My life revolves around books, football and music. I unapologetically give book and music recommendations to everyone around me.
Starting a habit is easy. But sustaining it for more than two weeks? Not that easy. When it comes to reading, most people are sporadic. They read a few books now and then, depending on their mood and free time. But, this may not work if you want to read more or want to conquer your TBR (To Be Read) list.
To step up your reading game, it is necessary to have a reading habit. A consistent reading habit has a lot of benefits: It can help you read more books, it can increase your knowledge base and confidence, it can improve your reading speed and attention span and so on.
Through this article, I will try to share some steps that I have used to develop a consistent reading habit.
7 Ways to Turn Reading Into a Habit
- Fix a Reading Time
- Make It Part of an Existing Routine
- Pick the Right Book
- Get Hardcopies, e-Books and Audiobooks
- Track What You Read
- Show Up Everyday
- Try a Reading Booster Occasionally
1. Fix a Reading Time
First, you need to decide how many minutes (or hours) you can spend reading a day. Choose a realistic time. It can be 10 minutes, 30 minutes or two hours, depending on your daily schedule. The gist is that you need to pick a time which you can pull off even in the midst of a busy day.
2. Make It Part of an Existing Routine
Author James Clear, in his book Atomic Habits, suggests a method called “habit stacking” (which means identifying a current habit you already do each day and then stacking your new behavior on top) to start a new habit. That is, you need to make your new reading routine part of an existing habit, like reading 20 minutes right after waking up or while having dinner or before going to bed. This is a good trick to ensure consistency with any new habit.
3. Pick the Right Book
For a beginner reader, the first 3–5 books you choose for reading are very important. These first books are going to set the pace of your reading habit. You should keep the following points in mind while choosing your first set of books:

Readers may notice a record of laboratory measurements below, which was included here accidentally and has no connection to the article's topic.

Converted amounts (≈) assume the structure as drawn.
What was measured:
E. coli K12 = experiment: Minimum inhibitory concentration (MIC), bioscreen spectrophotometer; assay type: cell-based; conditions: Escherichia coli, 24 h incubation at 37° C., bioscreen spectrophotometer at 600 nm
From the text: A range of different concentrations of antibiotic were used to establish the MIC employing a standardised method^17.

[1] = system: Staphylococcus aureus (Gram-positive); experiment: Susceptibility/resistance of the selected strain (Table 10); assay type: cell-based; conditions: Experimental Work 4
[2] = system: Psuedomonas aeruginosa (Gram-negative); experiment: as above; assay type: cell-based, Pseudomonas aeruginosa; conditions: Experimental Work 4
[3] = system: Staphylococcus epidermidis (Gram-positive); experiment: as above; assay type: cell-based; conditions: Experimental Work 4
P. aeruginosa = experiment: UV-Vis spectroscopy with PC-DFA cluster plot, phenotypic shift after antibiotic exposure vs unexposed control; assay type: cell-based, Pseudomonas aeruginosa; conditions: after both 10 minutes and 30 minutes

- Number of pages: It is better to start with books under 200 or 300 pages.
- Genres you enjoy: Most beginners tend to pick up books that everyone else seems to be reading. But, your reading taste might be totally different from your peers. You don't need to feel pressured to read, say, the Harry Potter series if you are not someone who enjoys fantasy series.
- Simple language: The language used in literature can sometimes be a little complicated. Classic books are often a tempting choice for beginners. Sometimes, that can backfire because of the unfamiliar style of language. So, I suggest you start with modern books and slowly build your way into the classics.
4. Get Hardcopies, e-Books and Audiobooks
Hardcopy or e-book? This is an ongoing debate, and the answer completely lies with the reader. I personally use both. A lot of people like having a physical book at hand. But, if you are someone who is constantly on the move and have trouble walking around with a book, I suggest you download a reading app.
The advantage of a reading device like Kindle is that you can download whatever book you want to read right away in a span of few minutes. Also, the pages read will be synced across all your devices—Kindle, mobile app and desktop. Audio books are a good choice, too.
Ultimately, the best decision is to use a combination of paperback, reading app and audio books, so that you will be fully equipped to read under any given circumstances.
5. Track What You Read
Now that we have chosen the desired schedule and book, we need to have someone to keep us accountable—a tracker. It can be a reading journal, excel sheet or an app. I personally use Goodreads.
Goodreads is sort of an exclusive social media platform for books. It helps you track the books you read. You can add metrics like the day you start reading a book, finishing date, rating out of 5 stars, review etc. It also allows one to keep various reading lists. You can read others' reviews as well. It also has an yearly reading target feature. Tracking using Goodreads can really be a source of motivation to read more.
6. Show Up Everyday
Our days can get really busy, so does the temptation to skip a day or two. But, when it comes to a habit, it is very important to maintain the streak. Skipping a day would not be a big problem. But do not skip more than two days in a row. If we slack off for more than a day, it would be really difficult to get back to the habit. So make it a point to read at least 5 minutes everyday, no matter what. Well, reading 5 minutes is far better than cancelling the whole routine.
7. Try a Reading Booster Occasionally
People tend to drop their habits when they no longer find any excitement out of it. Therefore, we need to have something spicy at hand for the rainy days.
A readathon is like a marathon, except that you are reading instead of running. Here, you need to pick up a certain number of hours for a day—ranging from a basic 8 hours to an adventurous all-nighter 24 hours—and read, without a break. Note that this is a very time- and energy-consuming task and can be attempted only if you can afford a free weekend or a holiday.
Theme-Based Reading Lists
There are plenty of reading challenges online, like 14 books in 14 days, reading bingo and so on.
That's it. You are just seven simple steps away from becoming a pro-reader. Hope this helped. Happy reading!